ns who get loans from their parents to buy their first property are twice as likely to later encounter financial stress, ask for help from friends and struggle to pay their power bills.
In research released on Monday, the Reserve Bank’s economic research department used figures from the Household, Income and Labour Dynamics (HILDA) survey of 17,000 ns to find that 30 per cent of people who needed help from their parents to pay for a deposit found themselves in financial stress.
Of those, 20 per cent would later ask for more help from family and friends, twice the rate of those who funded their deposit independently.
More than 15 per cent who received help from their parents later struggled to cover power bills, compared to 10 per cent of those who paid their deposit independently.
The findings come after a separate report from investment bank UBS found up to up to a third of n mortgages could be “liar loans” based on factually inaccurate information.
Reserve Bank researchers John Simon and Tahlee Stone found rising house prices meant fewer people were making the transition from renting than prior to the global financial crisis and warned this could have “significant longer-term consequences for the distribution of wealth in .”
The pair described the report as “bittersweet” with rising house prices requiring higher deposits but also making homeowners more financially secure than earlier cohorts.
The findings show the median first home buyer debt-to-annual income ratio has grown by 40 per cent since 2001. The typical first home buyer’s mortgage is now equivalent to more than three year’s wages.
n couples who are employed full time and have a tertiary education are more than twice as likely to become first homeowners compared to others, while a 30-year old is 2 percentage points more likely to become an homebuyer than an otherwise similar 25-year old.
“Overall, these findings suggest the most powerful drivers of becoming a first home buyer appear to be life cycle-related rather than economic factors,” the report said.
“People do not decide to become first home buyers because they get a promotion, but because they get older and enter into married and de facto relationships.”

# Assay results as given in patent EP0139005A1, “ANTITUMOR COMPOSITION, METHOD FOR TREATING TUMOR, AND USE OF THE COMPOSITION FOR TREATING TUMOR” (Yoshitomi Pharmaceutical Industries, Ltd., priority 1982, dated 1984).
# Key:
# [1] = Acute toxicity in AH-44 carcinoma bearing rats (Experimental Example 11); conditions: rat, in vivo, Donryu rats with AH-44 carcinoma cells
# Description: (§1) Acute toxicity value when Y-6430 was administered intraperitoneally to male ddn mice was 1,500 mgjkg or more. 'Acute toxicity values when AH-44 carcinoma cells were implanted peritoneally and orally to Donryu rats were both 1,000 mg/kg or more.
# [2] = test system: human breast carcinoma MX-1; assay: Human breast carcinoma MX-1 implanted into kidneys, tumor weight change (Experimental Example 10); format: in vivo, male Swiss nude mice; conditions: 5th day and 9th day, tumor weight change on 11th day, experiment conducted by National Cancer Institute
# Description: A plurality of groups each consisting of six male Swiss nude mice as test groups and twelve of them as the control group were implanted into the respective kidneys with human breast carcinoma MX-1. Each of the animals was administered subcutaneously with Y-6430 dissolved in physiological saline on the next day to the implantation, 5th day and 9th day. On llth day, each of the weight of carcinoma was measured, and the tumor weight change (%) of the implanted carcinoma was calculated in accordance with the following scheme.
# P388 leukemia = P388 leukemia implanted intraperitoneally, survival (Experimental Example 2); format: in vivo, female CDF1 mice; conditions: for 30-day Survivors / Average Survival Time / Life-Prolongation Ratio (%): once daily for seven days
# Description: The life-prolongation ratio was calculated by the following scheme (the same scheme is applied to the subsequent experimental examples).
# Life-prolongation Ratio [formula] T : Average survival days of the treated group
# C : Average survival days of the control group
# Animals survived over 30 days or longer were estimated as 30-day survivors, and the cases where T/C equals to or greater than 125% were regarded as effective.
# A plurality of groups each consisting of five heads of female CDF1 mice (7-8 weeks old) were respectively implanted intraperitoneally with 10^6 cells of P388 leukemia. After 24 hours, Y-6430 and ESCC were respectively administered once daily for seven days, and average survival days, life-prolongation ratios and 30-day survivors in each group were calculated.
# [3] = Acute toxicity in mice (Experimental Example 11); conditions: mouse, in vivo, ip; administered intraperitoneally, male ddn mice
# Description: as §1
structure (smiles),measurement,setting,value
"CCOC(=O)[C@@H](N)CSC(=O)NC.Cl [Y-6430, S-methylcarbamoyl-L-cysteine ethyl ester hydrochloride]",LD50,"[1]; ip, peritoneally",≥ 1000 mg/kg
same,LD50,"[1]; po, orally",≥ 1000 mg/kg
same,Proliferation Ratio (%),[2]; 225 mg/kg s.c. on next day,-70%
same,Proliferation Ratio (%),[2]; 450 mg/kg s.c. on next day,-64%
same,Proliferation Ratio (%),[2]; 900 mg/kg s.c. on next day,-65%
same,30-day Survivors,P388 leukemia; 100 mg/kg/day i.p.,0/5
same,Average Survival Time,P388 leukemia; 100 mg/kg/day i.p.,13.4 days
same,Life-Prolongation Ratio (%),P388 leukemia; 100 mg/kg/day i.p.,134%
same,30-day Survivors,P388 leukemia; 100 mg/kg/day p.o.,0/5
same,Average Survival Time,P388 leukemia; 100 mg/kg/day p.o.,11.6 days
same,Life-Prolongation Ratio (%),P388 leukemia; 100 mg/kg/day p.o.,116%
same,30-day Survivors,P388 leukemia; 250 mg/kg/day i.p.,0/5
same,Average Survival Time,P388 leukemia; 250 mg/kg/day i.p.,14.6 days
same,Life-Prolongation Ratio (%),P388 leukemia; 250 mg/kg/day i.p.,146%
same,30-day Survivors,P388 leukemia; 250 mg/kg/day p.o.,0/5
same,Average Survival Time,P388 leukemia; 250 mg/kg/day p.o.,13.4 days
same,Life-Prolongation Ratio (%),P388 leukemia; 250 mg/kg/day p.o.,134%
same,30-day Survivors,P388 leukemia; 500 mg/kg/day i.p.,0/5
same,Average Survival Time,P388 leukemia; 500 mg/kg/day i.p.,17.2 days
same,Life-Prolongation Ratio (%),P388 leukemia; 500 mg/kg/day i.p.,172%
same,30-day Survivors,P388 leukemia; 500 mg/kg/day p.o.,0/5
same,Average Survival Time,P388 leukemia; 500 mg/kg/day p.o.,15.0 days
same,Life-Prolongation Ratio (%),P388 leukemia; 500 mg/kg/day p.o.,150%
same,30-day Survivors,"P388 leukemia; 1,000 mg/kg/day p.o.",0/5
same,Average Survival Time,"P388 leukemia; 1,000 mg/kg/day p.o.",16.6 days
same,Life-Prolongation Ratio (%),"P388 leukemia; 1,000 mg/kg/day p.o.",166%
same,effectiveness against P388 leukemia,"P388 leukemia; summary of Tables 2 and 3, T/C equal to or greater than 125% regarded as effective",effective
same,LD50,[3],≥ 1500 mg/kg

The bank found, if anything, first homebuyers are paying down loans more quickly and are more secure than first home buyers earlier in the 2000s.
The report, which compared 2001-2008 with 2008-2014, said first home buyers are now less likely to have ever reported being behind schedule on their loan, having made late mortgage repayments or asking for financial help than the previous cohort.
“A plausible explanation for this finding is that those first home buyers who are able to save enough to meet the higher deposit requirement imposed by higher housing prices are also households who are less likely to experience subsequent financial difficulties after taking on a loan,” the bank said.
To assess whether financial assistance to first home buyers was distorting the figures the bank compared those who received financial assistance with their loan from family or friends to those that saved for their deposit independently
“Looking at indicators for financial stress, we find that first home buyers who received help with their loan are much more likely to have also received help from family and friends post purchase,” the bank said.
The bank said in some ways this was unsurprising.
“Parents willing and able to help their children are likely to continue to do so throughout their life. As such, it doesn’t necessarily follow that these households are more likely to, say, default on their loans,” the report said.
However, first home buyers who received help are also more likely to struggle to meet their mortgage repayments due to a shortage of money.
“This is more telling,” the bank said.